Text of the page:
YouTube Partnerships: Turning Hobby into Full-Time Career

Money.  Pink Floyd says it’s a gas. Liza claims it makes the world go ’round. Michael Jackson alleged that people lie for it, spy for it, kill for it, die for it. Needless to say, money is a pretty important part of our lives. So can you imagine making six-figures worth of it by uploading videos to YouTube? According to this New York Times article, this seemingly impossible feat is actually a reality for some YouTube stars who have turned hobby into full-time internet career.
 
YouTube – which has over 100 million views per day – opened the door for much larger audiences for some independent content creators. Over time, these YouTubers are quitting their day jobs in exchange for YouTube sponsorship and advertising revenue.
 
But exactly how does it all work? One of the biggest road blocks in verifying YouTube salaries is that YouTube users, upon getting accepted into the Partnership Program, are required to sign a confidentiality agreement that prohibits them from divulging any financial information.
 
However, an article from Yahoo Finance recently reported annual earnings of some YouTube partners – and several prominent figures on YouTube claim the numbers are accurate. The article details ten YouTube stars who earned over $100,000 the previous year from the website. These people are not associated with major companies or brands, and instead built their following from the ground up.
 
So let’s break it down. Advertising revenue is based on the number of views a video gets. Revenue is generated by CPM (Cost-per-mille, or cost per 1,000 views), and according to reports, the average CPM ranges from somewhere between $0.75 to $2.00.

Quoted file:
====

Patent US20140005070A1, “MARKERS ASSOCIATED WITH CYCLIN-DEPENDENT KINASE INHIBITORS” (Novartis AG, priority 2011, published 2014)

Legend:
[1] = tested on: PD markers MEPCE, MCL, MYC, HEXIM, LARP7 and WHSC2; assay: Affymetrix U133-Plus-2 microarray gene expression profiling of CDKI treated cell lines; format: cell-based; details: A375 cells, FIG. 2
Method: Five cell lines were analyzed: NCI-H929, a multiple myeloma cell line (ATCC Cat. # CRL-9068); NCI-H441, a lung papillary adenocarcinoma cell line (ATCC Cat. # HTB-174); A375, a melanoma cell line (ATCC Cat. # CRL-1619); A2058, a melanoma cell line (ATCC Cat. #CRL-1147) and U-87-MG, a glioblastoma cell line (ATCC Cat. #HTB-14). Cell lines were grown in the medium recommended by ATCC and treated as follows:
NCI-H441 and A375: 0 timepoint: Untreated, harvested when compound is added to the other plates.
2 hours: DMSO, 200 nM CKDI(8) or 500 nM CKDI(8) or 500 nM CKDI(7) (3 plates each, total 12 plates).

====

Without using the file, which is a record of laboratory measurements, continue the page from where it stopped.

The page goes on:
For example, take this video from Ray William Johnson, the second-most subscribed YouTube channel of all time, which has received 3,638,347 views to date.
 
For example, if we go by those reported numbers, the revenue would factor out like so:
 
3,638,347 views /1,000 views (CPM) = 3,638.35
3,638.35  x  0.75 = $2,728.76 (lowest range)
3,683.35  x  2.0 = $7,366.70 (highest range)
 

In that case, this particular video could generate anything from $2,700 to $7,300 in advertising revenue. Those earnings are then divided between YouTube and the partner. So for Ray, this video could earn him anywhere from $1,300 to $3,600. As of today, Ray has uploaded just over 180 videos. If his viewership is consistent, he could have earned up to $650,000 from his YouTube channel alone!

$3,600  x 180 videos = $648,000
Of course, we must remember that this is the exception and not the rule. In fact, it has been reported that only 3% of YouTube’s content is from its partners. 
 
In the end, it cannot be denied that the Partnership Program is pretty much a win-win for YouTube and its partners. When provided with a steady source of income, partners are motivated to hone their video-making skills and produce higher-quality content for the site. YouTube, in turn, gets better content and greater views.
 
But is it worth it? For someone to think they could be making that kind of money right off the bat would be insane. Some of the partners have been on YouTube since its humble beginnings in 2005, but only became partners and started earning money this past year. It takes a lot of time, energy, and imagination to keep viewers watching and subscriptions intact. But for someone with great ideas, charisma, and a lot of time on their hands, YouTube could be a fun, alternative career option.
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